Contemporary Anglo-American Jurisprudence. Important to remember that these are not just movements, they are ideas or perspectives on the law, which are simultaneously alive in the law today. Formalism (Late Nineteenth Century).
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Important to remember that these are not just movements, they are ideas or perspectives on the law, which are simultaneously alive in the law today.
1.Reason is detached from the details of cases. Reason organized the cases through principles. It was the task of these principles to make sense of the cases, to show some as mistaken and to produce a correct theory of the subject matter.
2. Methodological Commitments: CASES were important NOT as embodiments of principles, but as fodder/tools for thought. You asked of the cases “What are concepts which make the best sense of these materials?”
3. Personage: Christopher Columbus Langdell
a. Organizing Principles b. Role of the Case Method (i) description of the case method (ii) use of cases
4. The judge’s response to a case is most importantly a matter of individual PSYCHOLOGY and SOCIALIZATION.
So the most important aspect to the understanding of adjudication is understanding how the interaction of the judicial sensibility with the particulars (facts) of individual case.
5.Names: Jerome Frank; Felix Cohen; Max Radin; Underhill Moore; Karl Llewellyn
e.Key concept: Agreement – four elements:
course of performance
course of dealing
usage of trade
“Law is a doing of something, a purposive activity, a continuous striving to solve the basic problems of social living.” (1958, 166).
b. Central Ideas: Theory of Law (CL, Chs. 1-6)
(i) attack on John Austin’s “Command Theory” of law: the law has to be more than orders backed by threats, for if it is not, then there is no difference between law and the order of a gunman to turn over one’s valuables. But in law, people have resort to rules as a ground of criticism and evaluation. Hart referred to this as the “internal point of view.” It was this element of legal systems that he felt was missed by the Austinian Command theory of law.
(ii) Advanced systems of law are composed of two sorts of rules: Primary and Secondary.
Primary Rules: Rules about what the law permits, prohibits, or requires.
Secondary Rules: Rules for the promulgation or amendment of Primary Rules. Examples here include rules for the constitution of courts and rules for altering the constitution.
The Master Secondary Rule is the Rule of Recognition. This is a master rule in that it provides validity criteria for all other rules of the system. This rule, often likened to a Constitution, “exists” or is “valid” only by virtue of social acceptance. The validity of all other rules depends on their finding their source here.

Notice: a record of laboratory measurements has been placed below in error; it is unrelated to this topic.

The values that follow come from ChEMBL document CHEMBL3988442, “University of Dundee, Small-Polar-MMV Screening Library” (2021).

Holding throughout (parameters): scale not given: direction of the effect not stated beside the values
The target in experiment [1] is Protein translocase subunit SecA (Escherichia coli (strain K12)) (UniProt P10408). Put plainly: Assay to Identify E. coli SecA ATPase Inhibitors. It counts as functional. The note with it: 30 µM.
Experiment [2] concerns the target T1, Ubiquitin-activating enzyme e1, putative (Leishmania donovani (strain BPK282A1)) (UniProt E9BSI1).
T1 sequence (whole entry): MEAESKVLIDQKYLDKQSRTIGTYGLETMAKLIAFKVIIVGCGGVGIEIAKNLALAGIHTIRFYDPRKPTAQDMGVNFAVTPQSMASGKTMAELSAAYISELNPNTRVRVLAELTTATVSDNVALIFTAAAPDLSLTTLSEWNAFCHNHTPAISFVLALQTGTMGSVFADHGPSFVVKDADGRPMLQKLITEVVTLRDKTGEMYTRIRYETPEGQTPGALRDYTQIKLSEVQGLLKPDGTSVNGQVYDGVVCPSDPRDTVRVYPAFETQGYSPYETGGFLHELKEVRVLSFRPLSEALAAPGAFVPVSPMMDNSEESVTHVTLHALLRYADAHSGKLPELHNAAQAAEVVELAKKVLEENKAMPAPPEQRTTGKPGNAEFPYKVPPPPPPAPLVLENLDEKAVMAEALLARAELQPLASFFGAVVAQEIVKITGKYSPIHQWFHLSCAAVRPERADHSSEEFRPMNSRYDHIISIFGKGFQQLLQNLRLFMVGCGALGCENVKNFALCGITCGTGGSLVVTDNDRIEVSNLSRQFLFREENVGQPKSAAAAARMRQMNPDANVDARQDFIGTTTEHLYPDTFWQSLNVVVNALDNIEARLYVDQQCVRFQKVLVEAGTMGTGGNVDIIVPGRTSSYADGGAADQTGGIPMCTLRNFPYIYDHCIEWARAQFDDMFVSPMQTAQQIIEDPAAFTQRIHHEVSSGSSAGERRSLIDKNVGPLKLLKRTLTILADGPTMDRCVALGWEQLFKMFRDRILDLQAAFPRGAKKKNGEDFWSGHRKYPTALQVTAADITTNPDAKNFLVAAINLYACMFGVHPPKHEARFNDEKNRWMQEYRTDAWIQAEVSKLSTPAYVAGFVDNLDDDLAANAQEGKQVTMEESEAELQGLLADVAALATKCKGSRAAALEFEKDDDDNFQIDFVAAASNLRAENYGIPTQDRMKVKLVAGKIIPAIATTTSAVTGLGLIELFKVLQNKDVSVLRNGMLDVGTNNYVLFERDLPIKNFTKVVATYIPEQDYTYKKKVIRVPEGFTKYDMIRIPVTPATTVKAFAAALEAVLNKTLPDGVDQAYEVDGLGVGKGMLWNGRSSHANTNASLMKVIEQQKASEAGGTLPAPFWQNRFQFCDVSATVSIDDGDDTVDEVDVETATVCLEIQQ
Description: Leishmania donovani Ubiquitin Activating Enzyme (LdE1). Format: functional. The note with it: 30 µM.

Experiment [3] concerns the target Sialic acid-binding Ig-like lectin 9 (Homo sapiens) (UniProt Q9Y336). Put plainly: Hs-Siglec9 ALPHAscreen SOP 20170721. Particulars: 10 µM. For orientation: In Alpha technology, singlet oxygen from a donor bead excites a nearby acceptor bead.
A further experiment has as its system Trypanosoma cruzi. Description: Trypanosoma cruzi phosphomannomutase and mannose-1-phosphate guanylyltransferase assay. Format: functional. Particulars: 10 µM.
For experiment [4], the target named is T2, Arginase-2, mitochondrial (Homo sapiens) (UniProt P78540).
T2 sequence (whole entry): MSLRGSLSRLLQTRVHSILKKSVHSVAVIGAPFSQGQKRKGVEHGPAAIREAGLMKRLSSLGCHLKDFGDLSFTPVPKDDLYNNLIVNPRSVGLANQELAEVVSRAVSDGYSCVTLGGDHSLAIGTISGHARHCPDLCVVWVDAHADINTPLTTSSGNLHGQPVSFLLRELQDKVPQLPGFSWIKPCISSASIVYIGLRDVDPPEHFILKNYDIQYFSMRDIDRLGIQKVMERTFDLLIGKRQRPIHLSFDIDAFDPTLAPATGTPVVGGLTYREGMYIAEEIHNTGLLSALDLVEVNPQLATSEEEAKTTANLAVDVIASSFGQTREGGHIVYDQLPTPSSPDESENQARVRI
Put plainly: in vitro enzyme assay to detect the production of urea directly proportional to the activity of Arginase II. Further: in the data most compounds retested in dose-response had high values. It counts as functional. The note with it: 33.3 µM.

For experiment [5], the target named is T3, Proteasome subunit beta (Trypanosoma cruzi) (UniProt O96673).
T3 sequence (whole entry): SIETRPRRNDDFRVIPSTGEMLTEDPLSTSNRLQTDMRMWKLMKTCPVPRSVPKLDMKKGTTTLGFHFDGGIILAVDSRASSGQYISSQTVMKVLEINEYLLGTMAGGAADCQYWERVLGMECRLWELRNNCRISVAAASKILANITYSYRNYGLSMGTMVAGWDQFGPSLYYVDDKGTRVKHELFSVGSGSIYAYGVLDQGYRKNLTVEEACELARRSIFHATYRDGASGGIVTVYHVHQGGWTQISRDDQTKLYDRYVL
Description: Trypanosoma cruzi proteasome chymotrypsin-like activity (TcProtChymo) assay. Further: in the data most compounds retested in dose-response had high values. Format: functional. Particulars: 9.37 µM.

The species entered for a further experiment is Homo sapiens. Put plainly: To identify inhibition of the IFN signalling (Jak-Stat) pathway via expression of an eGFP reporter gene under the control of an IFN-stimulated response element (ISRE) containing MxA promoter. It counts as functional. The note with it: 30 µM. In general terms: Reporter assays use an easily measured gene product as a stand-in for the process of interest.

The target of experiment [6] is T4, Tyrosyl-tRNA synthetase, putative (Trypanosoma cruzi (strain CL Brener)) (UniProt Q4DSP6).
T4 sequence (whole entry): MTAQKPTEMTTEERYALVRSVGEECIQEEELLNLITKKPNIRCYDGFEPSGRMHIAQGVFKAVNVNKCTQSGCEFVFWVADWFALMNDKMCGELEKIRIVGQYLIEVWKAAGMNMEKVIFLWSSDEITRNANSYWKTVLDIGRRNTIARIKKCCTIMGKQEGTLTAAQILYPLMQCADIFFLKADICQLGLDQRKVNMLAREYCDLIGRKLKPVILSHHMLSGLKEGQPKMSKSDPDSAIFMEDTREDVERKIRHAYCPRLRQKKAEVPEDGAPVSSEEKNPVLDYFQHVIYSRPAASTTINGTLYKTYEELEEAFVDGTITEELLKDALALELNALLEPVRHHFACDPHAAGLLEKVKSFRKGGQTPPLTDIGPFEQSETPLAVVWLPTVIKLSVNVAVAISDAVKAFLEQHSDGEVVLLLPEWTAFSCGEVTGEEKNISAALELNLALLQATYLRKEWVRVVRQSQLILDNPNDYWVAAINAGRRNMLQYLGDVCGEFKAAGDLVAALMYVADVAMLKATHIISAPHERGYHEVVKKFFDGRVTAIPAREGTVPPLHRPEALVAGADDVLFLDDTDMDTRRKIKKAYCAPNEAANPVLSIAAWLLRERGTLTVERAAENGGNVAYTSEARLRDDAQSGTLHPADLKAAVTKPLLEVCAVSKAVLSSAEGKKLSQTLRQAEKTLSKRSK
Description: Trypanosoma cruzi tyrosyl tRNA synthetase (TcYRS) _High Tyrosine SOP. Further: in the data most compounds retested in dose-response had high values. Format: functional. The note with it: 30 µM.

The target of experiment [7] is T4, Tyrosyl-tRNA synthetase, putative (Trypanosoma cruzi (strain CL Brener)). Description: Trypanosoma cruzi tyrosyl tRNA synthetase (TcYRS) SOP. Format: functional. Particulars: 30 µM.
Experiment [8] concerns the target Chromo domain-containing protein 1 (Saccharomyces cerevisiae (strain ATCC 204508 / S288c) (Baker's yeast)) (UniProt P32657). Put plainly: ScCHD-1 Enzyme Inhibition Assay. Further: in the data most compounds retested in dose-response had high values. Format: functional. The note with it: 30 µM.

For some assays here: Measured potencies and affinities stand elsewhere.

(i) nothing in the previous discussion says anything about how cases are to be decided. Nor how they are in fact decided.
(ii) Hart was one of a generation of post-war scholars to be influenced by the then-emerging later philosophy of Ludwig Wittgenstein.
(iii) Hart begins by looking at concepts in general. Concepts, which are a central element in legal rules, have both a CORE and a PENUMBRAL meaning. The core meaning is the meaning the concept has under any circumstance. The penumbral meaning is the meaning the concept has only after it has been interpreted.
The rule “No vehicles are allowed in the park.”
Vehicle: core meaning—examples—cars, trucks. But what about a skateboard? How does a judge decide whether that is part of the core or the penumbra? Hart’s answer is that the judge must engage in interpretation, and that the details of the act of interpretation consist in asking the degree to which the penumbral case “sufficiently in relevant aspects.” Of course, judgments of sufficiency and relevancy can be controversial. For that reason, Hart says that judges have discretion.
Law is an INTERPRETIVE enterprise. The task of a judge is to find a moral principle which puts the law in its best light.
A. Descriptive and Prescriptive Points of View
It turns out that judicial decisions often achieve results which are, in fact, “efficient.” So, one way of “understanding” law is to see the law as an activity which tries to achieve efficiency in outcome.
(Priest on warranties: early Posner)
Legal decision makers should openly seek to reform the business of adjudication in ways which openly achieve efficient results. The language of law should be translated in the language of economics.
Posner, e.g., states the following:
[I] think that economic principles are encoded in the ethical vocabulary that is the staple of legal language, and that the language of justice and equity that dominates judicial opinions is to a large extent the translation of ethical principles into legal language.”
William M. Landes & Richard Posner, The Economic Structure of Tort Law 23 (1987)
B. Positive and Negative Jurisprudential Aspects
(i) Negative: a critique of the general picture of what it means to say that a proposition of law is true. Most legal theories try to find the thing in virtue of which the proposition is true. This view rejects such an undertaking, because the idea of beliefs “being made true” is misleading or, worse, empty.
(ii) Positive: the truth of propositions of law is a matter of “forms of legal argument.” Lawyers use these forms of legal argument to show that propositions of law are either true or false.
Put this in perspective with a larger account of argument in general, one that shows how disciplines are organized.
I develop this account in my book Law and Truth.